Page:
Premature menopause can be described as the permanent end of one’s menopause before the age of 40. Yes, you heard it right! You will be shocked to know that premature menopause can even be seen in younger women around the age of 25!
You may get premature menopause if your ovaries stop making hormones, thus ending your periods before you turn 40. This can happen because of a lot of natural reasons—and no, environmental factors have nothing to do with it.
The symptoms of premature menopause can be hot flashes, vaginal dryness, weight gain, night-time sweating, loss of sex drive, sleep problems, anxiety, depression, and even low bone mineral density.
Hence, the side-effects that occur at the age of 60 will be seen at an early age. Unfortunately, there is no way to postpone premature menopause once a woman gets it. Once you spot these symptoms, you must your gynaecologist immediately.
You will be advised to do a blood test or even measure the oestrogen levels and related hormones like follicle stimulating hormone (FSH) in the body. Then, you will be advised about hormonal therapy.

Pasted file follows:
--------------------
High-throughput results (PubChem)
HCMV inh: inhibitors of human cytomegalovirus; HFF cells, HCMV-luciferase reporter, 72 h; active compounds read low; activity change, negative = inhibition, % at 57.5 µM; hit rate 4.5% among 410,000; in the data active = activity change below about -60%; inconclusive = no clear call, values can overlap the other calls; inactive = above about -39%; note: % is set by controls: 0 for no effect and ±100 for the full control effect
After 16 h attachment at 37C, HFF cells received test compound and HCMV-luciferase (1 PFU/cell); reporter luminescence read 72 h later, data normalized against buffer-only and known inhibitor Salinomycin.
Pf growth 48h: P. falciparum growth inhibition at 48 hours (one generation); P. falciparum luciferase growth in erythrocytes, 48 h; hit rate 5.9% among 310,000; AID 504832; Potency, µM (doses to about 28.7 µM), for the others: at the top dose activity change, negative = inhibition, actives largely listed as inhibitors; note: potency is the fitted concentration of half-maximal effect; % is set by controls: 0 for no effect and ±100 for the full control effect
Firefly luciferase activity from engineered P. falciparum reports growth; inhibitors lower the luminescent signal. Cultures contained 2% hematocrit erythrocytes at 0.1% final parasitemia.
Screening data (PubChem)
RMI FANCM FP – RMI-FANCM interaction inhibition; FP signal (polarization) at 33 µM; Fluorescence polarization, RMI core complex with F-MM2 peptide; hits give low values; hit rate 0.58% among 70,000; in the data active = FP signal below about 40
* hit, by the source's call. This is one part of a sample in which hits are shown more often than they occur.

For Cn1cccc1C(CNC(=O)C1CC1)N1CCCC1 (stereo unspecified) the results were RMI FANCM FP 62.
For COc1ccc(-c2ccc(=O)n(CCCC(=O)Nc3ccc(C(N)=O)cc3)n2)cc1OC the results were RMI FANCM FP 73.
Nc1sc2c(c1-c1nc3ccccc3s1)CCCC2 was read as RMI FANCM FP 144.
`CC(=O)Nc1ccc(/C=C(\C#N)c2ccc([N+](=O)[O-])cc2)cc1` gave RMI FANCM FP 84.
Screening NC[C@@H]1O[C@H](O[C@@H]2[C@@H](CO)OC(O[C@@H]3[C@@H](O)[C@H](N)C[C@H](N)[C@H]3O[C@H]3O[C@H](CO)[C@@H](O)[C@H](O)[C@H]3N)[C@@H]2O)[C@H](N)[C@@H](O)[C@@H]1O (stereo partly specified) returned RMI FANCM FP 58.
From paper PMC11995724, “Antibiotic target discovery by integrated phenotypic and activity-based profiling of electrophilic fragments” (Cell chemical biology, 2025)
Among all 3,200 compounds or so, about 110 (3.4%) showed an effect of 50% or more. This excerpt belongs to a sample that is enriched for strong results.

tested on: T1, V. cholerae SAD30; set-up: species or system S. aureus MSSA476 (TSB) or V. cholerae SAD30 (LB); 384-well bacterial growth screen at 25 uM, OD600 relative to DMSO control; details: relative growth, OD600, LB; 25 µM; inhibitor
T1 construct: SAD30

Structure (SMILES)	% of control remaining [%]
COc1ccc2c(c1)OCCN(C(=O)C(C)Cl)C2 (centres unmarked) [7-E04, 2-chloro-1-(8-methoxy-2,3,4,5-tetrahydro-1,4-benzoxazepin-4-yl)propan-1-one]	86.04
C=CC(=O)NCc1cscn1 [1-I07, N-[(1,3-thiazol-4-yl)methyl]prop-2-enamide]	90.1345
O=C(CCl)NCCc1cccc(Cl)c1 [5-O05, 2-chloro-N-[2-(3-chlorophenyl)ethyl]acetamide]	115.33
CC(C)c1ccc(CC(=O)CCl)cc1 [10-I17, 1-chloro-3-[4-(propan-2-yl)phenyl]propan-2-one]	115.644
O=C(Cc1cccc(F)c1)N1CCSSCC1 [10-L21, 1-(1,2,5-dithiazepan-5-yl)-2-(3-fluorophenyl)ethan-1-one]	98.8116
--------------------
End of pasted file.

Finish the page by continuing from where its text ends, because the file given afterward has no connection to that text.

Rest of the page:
Hormonal therapy can be helpful in tackling premature menopause, and the one undergoing it should visit the doctor for regular follow-ups to monitor the side-effects.
Premature menopauses causes a lack of efficiency of calcium and vitamins in the body, which increase the chances of fractures at an early age, can cause a urinary tract infection (UTI), hair fall, dry skin problems, and even mood swings.
Once you encounter these side-effects, you will be advised to take calcium and vitamin D supplements throughout the life to make sure that your bone health doesn’t deteriorate. Similarly, you will have to take complete charge of your health. Your doctor will ask you to monitor your cholesterol level every six months. You will also have to do a Pap smear test and breast mammography as suggested by your doctor.
Premature menopause is not a pleasant reality, but if you find yourself experiencing it—visit your gynaecologist immediately.